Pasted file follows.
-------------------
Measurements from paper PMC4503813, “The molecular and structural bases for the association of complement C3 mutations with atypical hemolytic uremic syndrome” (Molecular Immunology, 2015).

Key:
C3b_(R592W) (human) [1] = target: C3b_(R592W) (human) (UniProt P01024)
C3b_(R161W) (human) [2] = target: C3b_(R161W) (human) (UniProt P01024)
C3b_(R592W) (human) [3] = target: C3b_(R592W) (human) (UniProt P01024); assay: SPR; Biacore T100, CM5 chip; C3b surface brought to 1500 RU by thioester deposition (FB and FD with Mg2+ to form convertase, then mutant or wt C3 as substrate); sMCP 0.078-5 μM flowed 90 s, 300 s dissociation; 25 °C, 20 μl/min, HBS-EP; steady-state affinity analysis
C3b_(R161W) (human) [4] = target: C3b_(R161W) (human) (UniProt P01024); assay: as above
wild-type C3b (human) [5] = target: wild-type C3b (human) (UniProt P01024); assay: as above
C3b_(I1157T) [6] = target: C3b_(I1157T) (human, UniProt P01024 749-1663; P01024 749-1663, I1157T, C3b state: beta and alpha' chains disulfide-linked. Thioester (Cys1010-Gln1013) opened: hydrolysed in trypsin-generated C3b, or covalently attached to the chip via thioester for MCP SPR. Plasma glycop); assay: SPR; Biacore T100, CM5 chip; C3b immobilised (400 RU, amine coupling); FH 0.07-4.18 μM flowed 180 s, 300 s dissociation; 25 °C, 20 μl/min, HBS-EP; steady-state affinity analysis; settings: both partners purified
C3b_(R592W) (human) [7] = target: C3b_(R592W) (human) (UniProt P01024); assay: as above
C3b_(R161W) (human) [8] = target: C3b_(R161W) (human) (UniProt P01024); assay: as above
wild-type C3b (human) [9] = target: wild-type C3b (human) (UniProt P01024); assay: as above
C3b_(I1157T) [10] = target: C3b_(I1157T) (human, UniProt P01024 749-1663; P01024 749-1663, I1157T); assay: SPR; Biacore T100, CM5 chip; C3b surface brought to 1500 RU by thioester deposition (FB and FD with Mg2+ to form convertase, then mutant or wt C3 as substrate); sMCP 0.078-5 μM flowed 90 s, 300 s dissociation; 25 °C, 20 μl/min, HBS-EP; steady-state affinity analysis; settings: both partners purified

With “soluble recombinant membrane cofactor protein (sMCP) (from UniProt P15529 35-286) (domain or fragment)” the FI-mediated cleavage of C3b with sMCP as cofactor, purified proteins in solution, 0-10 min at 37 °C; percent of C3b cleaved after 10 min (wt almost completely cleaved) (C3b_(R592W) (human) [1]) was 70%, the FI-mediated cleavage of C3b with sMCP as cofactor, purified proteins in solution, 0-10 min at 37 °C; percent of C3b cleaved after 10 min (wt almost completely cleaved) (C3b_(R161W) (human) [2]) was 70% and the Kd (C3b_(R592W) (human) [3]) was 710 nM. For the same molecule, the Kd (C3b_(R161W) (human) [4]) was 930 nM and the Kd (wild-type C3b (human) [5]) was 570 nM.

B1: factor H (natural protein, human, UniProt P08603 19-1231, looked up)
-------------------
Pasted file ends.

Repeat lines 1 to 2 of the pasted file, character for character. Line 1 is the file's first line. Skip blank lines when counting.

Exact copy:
Measurements from paper PMC4503813, “The molecular and structural bases for the association of complement C3 mutations with atypical hemolytic uremic syndrome” (Molecular Immunology, 2015).

Key: